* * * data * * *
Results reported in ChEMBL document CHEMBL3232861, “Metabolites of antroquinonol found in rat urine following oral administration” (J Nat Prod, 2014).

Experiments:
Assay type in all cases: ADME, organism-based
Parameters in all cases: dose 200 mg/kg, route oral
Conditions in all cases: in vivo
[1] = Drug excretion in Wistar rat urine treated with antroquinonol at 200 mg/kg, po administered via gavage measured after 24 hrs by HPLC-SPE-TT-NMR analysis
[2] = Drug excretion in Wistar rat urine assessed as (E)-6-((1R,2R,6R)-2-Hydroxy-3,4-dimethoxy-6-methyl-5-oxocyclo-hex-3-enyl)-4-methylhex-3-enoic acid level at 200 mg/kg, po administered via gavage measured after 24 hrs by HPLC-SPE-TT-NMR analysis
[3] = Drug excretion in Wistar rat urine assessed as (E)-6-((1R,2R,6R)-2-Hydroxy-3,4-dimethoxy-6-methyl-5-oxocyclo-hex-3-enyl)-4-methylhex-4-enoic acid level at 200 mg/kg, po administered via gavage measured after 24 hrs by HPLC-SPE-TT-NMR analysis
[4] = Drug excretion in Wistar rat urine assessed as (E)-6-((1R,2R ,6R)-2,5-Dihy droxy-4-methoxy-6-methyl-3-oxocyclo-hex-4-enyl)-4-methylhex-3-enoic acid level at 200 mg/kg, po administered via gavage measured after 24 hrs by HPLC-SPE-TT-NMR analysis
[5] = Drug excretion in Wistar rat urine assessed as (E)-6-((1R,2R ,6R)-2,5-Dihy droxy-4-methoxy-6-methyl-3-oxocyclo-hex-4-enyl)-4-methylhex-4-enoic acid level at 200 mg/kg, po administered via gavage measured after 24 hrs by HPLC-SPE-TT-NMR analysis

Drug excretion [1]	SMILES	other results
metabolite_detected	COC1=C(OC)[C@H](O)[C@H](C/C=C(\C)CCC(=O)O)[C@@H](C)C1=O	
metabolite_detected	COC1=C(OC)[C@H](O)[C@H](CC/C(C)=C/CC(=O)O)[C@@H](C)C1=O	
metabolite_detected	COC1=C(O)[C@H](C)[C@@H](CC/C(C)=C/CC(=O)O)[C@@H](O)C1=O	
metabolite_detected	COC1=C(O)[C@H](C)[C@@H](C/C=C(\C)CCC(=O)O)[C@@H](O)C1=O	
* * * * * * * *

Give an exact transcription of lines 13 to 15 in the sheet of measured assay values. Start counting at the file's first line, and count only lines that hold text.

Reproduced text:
metabolite_detected	COC1=C(OC)[C@H](O)[C@H](CC/C(C)=C/CC(=O)O)[C@@H](C)C1=O	
metabolite_detected	COC1=C(O)[C@H](C)[C@@H](CC/C(C)=C/CC(=O)O)[C@@H](O)C1=O	
metabolite_detected	COC1=C(O)[C@H](C)[C@@H](C/C=C(\C)CCC(=O)O)[C@@H](O)C1=O	